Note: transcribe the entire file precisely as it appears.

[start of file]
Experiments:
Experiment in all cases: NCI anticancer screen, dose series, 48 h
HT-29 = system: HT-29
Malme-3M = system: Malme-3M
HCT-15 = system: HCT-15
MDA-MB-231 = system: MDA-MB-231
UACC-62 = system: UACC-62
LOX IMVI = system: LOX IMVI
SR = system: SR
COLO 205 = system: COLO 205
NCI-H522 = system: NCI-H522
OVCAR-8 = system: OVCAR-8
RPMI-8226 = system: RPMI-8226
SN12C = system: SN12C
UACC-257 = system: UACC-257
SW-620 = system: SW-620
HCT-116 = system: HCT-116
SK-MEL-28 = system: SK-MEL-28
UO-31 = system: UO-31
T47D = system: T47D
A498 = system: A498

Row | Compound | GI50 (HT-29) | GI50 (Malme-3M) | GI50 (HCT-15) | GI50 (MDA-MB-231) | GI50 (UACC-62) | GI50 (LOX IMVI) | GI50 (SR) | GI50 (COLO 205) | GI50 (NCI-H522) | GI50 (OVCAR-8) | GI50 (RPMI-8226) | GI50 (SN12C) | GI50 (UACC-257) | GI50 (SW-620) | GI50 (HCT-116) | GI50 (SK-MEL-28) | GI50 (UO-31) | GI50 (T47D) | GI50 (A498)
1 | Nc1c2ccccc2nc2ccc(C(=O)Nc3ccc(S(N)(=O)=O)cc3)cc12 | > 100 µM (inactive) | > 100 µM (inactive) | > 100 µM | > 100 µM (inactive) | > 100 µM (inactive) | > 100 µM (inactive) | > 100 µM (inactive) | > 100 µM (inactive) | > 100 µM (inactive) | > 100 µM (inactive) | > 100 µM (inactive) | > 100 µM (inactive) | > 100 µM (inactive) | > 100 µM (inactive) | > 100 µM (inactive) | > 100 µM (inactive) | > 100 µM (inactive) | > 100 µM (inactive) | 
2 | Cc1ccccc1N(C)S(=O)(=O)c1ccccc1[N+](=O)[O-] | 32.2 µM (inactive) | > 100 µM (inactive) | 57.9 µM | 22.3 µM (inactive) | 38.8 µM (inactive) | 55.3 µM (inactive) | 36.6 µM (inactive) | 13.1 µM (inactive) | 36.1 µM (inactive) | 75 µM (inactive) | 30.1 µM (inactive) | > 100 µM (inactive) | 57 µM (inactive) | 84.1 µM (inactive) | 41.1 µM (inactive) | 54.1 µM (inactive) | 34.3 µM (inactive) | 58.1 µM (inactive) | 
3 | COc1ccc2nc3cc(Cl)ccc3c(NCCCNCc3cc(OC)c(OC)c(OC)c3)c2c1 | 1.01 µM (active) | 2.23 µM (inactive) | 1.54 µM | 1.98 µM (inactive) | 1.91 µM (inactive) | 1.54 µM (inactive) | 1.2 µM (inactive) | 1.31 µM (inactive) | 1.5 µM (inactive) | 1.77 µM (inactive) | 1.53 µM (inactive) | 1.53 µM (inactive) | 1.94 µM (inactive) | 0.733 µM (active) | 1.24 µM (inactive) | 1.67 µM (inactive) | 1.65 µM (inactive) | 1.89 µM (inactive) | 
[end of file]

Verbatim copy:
Experiments:
Experiment in all cases: NCI anticancer screen, dose series, 48 h
HT-29 = system: HT-29
Malme-3M = system: Malme-3M
HCT-15 = system: HCT-15
MDA-MB-231 = system: MDA-MB-231
UACC-62 = system: UACC-62
LOX IMVI = system: LOX IMVI
SR = system: SR
COLO 205 = system: COLO 205
NCI-H522 = system: NCI-H522
OVCAR-8 = system: OVCAR-8
RPMI-8226 = system: RPMI-8226
SN12C = system: SN12C
UACC-257 = system: UACC-257
SW-620 = system: SW-620
HCT-116 = system: HCT-116
SK-MEL-28 = system: SK-MEL-28
UO-31 = system: UO-31
T47D = system: T47D
A498 = system: A498

Row | Compound | GI50 (HT-29) | GI50 (Malme-3M) | GI50 (HCT-15) | GI50 (MDA-MB-231) | GI50 (UACC-62) | GI50 (LOX IMVI) | GI50 (SR) | GI50 (COLO 205) | GI50 (NCI-H522) | GI50 (OVCAR-8) | GI50 (RPMI-8226) | GI50 (SN12C) | GI50 (UACC-257) | GI50 (SW-620) | GI50 (HCT-116) | GI50 (SK-MEL-28) | GI50 (UO-31) | GI50 (T47D) | GI50 (A498)
1 | Nc1c2ccccc2nc2ccc(C(=O)Nc3ccc(S(N)(=O)=O)cc3)cc12 | > 100 µM (inactive) | > 100 µM (inactive) | > 100 µM | > 100 µM (inactive) | > 100 µM (inactive) | > 100 µM (inactive) | > 100 µM (inactive) | > 100 µM (inactive) | > 100 µM (inactive) | > 100 µM (inactive) | > 100 µM (inactive) | > 100 µM (inactive) | > 100 µM (inactive) | > 100 µM (inactive) | > 100 µM (inactive) | > 100 µM (inactive) | > 100 µM (inactive) | > 100 µM (inactive) | 
2 | Cc1ccccc1N(C)S(=O)(=O)c1ccccc1[N+](=O)[O-] | 32.2 µM (inactive) | > 100 µM (inactive) | 57.9 µM | 22.3 µM (inactive) | 38.8 µM (inactive) | 55.3 µM (inactive) | 36.6 µM (inactive) | 13.1 µM (inactive) | 36.1 µM (inactive) | 75 µM (inactive) | 30.1 µM (inactive) | > 100 µM (inactive) | 57 µM (inactive) | 84.1 µM (inactive) | 41.1 µM (inactive) | 54.1 µM (inactive) | 34.3 µM (inactive) | 58.1 µM (inactive) | 
3 | COc1ccc2nc3cc(Cl)ccc3c(NCCCNCc3cc(OC)c(OC)c(OC)c3)c2c1 | 1.01 µM (active) | 2.23 µM (inactive) | 1.54 µM | 1.98 µM (inactive) | 1.91 µM (inactive) | 1.54 µM (inactive) | 1.2 µM (inactive) | 1.31 µM (inactive) | 1.5 µM (inactive) | 1.77 µM (inactive) | 1.53 µM (inactive) | 1.53 µM (inactive) | 1.94 µM (inactive) | 0.733 µM (active) | 1.24 µM (inactive) | 1.67 µM (inactive) | 1.65 µM (inactive) | 1.89 µM (inactive) | 